When I was first learning math the teacher was always presenting the problem as “This is how you solve for X or Y”—they never explained what use that would be. It was actually when I started learning engineering and physics that I became less ignorant and realized math could be used to solve real problems. I like that you can model something physically and understand how big you need to make a column or beam just using numbers. It’s pretty amazing when you think about it — you can sit down with a piece of paper and design everything before you even build it.

My work is always varied and generally challenging, especially now that I can give tedious work to the people below me. Usually someone will have a problem — they will run a ship into a crane, for example — then the first half of the day, I look at the damage and figure out what needs to be done to define the problem. I wouldn’t say my work is fascinating, because the types of problems I deal with aren’t spectacular. I think it’s meaningful because I facilitate a solution.

I am paid appropriately. I could be making more money in other professions that I wouldn’t like as much, so money is not the top priority. I don’t think that there should be a huge disparity in what people are being paid. This company culture is pretty unique. If I knew that my boss didn’t look out for everyone, then I might have a different attitude. Basically it’s a mutual relationship and not me working hard for my boss to buy his fourth house.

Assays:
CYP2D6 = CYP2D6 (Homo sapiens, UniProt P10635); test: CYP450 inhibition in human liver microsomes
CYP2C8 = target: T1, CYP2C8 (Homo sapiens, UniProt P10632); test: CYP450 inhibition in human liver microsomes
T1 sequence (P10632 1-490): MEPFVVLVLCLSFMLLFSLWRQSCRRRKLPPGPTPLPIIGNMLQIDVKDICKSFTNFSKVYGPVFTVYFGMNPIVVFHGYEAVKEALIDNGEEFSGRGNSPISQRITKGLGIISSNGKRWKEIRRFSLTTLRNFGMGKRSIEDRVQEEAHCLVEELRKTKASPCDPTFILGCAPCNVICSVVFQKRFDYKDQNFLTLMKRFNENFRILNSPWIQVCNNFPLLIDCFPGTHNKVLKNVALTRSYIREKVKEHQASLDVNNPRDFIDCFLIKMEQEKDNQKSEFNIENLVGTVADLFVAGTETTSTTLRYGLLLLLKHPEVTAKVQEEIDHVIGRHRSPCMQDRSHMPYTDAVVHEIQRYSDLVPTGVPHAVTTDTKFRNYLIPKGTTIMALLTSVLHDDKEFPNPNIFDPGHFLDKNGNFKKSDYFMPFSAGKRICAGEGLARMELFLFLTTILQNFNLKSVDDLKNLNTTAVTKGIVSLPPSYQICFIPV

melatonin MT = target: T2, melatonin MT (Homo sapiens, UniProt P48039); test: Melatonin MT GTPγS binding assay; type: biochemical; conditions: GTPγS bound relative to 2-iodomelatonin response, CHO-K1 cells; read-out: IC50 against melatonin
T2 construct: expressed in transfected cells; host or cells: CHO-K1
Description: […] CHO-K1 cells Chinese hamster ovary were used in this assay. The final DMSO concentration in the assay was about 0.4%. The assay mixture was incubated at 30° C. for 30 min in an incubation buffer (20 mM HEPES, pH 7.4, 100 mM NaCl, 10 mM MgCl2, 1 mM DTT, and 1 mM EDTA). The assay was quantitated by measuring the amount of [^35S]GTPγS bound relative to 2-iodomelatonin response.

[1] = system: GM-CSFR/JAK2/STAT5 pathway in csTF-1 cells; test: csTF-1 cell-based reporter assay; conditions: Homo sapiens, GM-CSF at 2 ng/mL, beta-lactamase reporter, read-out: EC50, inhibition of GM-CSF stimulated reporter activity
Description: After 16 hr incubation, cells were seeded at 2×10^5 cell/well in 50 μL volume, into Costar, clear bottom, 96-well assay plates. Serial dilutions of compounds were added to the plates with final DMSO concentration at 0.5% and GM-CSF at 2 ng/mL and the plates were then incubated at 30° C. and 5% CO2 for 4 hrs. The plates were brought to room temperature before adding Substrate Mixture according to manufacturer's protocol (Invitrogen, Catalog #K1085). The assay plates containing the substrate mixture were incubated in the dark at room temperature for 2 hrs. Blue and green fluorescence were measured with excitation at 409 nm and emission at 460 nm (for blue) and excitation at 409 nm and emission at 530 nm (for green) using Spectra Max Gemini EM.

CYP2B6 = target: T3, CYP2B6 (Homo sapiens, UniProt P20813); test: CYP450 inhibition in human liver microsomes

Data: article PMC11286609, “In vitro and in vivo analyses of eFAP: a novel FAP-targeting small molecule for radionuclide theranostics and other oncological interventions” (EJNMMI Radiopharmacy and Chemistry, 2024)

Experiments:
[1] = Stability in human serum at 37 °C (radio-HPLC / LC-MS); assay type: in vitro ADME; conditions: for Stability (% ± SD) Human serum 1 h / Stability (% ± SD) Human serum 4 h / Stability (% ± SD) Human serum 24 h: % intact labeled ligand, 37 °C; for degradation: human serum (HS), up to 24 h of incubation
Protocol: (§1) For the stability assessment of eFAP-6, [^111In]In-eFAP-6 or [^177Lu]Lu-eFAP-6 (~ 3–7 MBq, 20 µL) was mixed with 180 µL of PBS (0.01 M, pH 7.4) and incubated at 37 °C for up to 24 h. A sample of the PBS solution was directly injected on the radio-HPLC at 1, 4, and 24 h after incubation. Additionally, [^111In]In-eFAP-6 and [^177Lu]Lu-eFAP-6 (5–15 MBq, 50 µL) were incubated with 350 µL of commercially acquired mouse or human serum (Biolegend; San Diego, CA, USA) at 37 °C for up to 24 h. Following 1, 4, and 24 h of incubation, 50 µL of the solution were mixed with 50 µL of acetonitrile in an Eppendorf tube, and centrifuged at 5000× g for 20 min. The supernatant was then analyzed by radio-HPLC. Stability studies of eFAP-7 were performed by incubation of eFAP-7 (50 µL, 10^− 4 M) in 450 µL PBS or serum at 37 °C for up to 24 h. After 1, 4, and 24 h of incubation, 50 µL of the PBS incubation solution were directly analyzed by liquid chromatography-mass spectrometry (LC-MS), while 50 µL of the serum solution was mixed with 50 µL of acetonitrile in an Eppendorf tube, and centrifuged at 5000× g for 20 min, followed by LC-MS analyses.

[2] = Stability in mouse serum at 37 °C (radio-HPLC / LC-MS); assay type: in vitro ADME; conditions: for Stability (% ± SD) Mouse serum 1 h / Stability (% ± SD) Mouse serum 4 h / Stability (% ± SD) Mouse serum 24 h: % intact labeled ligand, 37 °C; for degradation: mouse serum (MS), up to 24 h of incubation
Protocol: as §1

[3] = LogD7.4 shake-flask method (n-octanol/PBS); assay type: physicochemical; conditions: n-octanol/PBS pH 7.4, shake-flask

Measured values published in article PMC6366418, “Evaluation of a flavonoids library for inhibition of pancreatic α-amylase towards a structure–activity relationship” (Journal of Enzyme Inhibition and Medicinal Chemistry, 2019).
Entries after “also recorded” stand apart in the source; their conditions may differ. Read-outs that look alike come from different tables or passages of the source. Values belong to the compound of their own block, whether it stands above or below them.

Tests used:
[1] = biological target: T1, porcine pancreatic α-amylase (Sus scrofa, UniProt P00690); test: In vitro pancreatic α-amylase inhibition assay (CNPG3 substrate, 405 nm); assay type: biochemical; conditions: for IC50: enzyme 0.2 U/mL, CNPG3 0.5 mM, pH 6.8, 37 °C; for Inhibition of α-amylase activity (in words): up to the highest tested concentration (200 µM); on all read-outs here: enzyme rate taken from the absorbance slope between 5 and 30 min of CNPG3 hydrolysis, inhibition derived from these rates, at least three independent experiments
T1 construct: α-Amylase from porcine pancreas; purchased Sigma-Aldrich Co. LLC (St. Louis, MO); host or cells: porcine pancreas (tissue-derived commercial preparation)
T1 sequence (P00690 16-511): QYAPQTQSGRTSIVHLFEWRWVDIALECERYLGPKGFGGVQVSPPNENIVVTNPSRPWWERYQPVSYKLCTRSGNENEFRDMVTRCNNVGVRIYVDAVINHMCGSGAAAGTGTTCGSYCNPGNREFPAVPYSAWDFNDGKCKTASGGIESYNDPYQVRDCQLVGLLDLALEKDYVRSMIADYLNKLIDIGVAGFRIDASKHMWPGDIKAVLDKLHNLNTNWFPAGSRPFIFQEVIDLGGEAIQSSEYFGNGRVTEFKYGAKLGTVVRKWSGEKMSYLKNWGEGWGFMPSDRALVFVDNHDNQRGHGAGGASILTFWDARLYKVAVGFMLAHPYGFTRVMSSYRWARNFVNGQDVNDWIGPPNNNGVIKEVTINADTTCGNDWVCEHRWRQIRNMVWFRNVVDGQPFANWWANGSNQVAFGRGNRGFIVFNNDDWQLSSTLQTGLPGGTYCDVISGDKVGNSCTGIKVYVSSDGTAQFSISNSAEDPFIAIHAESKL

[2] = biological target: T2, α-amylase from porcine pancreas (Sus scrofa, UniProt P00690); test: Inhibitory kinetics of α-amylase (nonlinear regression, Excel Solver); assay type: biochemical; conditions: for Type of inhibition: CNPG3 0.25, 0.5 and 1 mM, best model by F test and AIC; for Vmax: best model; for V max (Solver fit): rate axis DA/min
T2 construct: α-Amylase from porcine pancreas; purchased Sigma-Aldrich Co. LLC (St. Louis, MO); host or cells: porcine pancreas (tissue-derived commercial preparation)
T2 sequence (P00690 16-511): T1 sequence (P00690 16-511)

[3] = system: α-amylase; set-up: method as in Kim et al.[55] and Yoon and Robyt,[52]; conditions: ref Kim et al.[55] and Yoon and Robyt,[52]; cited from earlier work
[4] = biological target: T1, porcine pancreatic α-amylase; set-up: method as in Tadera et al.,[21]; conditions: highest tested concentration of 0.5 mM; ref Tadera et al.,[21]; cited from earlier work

I liked every job I ever had. I worked some jobs that I know other people didn’t like. If I were 35 and still the hot tub guy, I might not have had a good attitude. Some of the work that we do, there’s a risk that people will die if we don’t get it right; that’s probably 10 percent of the time. If I write a report, my name is on it as the author; for that reason, there’s incentive to do a really good job. But I invest enthusiasm, joy, effort into what I do anyway. I have a strong sense of ownership and responsibility for how the work turns out.

Source: onthepage.org

Series on Meaningfulness at Work: Passion vs. Making a Living